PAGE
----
Needed a pledge to fight against the 'colonial mindset' that wants to destroy the India we knew

We must invest our youth with a renewed sense of purpose and idealism so that they can build a better India; and we must take a pledge to prevent colonial mindsets from criminalising their conduct

Jawaharlal Nehru
Jawaharlal Nehru

Rakesh Batabyal

The lack of dignity which Indians faced in their life and deaths during the pandemic, demonstrated the various ways by which the State has decimated the spirit of civic life and institutions to the detriment of the welfare and well-being of people.

On the 57th death anniversary of Jawaharlal Nehru, who nurtured the foundation of a modern and democratic India, we must take a pledge for national reconstruction.

Our first pledge must be to re-establish our commitment to a society based on civilised existence, where life, death and disease are treated with dignity and compassion for all irrespective of their social and economic station. Such approach to life comes from the societal and political ethos which does not treat human beings as friends and foes or differentiates between 'them and us; an ethos which abhors making use of human beings as instruments to achieve narrow political ends.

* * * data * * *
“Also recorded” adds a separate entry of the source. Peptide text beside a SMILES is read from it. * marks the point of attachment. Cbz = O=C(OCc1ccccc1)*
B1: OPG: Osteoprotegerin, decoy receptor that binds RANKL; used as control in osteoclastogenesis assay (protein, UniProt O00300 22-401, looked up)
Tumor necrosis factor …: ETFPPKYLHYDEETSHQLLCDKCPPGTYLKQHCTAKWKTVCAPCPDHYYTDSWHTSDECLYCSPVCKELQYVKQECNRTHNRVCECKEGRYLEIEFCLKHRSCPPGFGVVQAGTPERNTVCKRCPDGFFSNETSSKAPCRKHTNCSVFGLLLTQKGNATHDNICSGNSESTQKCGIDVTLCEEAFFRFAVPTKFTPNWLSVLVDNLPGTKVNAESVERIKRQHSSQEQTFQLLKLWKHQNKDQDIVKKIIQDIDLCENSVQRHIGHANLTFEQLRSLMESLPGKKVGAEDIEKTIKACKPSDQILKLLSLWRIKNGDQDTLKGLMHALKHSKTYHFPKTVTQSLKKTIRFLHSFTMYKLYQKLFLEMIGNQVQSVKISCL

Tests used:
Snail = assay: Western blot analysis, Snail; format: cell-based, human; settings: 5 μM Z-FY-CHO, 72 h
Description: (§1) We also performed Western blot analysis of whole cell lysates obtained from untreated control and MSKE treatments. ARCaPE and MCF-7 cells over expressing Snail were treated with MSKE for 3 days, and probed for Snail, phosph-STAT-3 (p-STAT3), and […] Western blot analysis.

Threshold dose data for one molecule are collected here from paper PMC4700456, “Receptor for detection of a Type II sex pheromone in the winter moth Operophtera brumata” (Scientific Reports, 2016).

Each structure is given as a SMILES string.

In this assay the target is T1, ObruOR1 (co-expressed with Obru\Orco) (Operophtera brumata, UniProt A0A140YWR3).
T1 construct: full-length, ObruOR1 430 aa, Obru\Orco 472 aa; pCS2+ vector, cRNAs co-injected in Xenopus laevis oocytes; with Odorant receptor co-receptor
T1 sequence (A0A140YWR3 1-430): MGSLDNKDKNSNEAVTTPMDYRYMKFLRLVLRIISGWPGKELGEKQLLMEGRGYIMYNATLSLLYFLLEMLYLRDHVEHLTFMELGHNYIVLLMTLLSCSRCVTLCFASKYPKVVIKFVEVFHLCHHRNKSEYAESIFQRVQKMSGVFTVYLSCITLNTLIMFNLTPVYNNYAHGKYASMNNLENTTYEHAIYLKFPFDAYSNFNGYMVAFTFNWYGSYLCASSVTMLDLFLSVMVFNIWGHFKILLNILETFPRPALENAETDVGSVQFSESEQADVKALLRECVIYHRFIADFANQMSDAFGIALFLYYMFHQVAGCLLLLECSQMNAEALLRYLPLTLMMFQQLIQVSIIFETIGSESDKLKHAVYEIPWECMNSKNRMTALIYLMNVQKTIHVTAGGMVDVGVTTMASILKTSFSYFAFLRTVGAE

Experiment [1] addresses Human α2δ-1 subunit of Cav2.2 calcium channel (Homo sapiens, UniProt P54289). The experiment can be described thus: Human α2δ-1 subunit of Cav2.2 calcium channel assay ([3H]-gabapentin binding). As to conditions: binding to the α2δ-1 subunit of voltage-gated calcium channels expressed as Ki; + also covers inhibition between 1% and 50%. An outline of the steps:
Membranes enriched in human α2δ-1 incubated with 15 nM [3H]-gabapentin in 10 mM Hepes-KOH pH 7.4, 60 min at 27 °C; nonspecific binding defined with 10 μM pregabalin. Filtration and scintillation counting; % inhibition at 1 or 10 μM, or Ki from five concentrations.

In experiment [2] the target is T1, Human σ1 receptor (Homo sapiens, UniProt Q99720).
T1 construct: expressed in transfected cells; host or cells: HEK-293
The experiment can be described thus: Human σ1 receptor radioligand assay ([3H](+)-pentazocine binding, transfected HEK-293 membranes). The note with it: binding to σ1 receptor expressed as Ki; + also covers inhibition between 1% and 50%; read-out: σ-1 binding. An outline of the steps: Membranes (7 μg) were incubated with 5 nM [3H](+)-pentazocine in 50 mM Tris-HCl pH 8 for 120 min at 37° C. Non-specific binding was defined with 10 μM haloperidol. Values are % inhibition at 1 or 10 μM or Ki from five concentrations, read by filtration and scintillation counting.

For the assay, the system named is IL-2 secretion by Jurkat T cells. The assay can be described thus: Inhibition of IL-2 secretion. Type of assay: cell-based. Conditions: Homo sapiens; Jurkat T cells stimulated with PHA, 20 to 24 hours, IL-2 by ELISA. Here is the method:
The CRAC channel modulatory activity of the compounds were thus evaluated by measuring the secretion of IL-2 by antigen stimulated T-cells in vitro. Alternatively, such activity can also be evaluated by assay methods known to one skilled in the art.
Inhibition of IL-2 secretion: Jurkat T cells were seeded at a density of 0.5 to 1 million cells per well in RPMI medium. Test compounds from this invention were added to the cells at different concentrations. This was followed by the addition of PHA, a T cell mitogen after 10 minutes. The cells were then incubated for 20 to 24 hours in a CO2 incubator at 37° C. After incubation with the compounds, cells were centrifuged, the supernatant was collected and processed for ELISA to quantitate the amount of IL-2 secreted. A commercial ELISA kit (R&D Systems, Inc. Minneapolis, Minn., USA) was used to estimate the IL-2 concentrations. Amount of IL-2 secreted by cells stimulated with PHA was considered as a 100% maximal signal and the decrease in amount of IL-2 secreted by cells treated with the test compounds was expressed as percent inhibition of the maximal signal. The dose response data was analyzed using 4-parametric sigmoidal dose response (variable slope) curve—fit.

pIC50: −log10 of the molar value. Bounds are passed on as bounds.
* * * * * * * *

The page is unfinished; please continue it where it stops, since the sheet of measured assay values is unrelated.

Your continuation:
India is increasingly emerging as a place where the individual’s dignity and rights are violated by the state, by vigilante groups and the unseen hands of organisations that are determined to pursue their narrow and sectarian political goals. It has been long established that if we devalue human life in trying to attain some narrow sectarian aims and commit violence with impunity, the degradation does not stop there. It enters into our consciousness and becomes a social bone marrow. We must restore to our society that healing touch of ‘being’ human once again.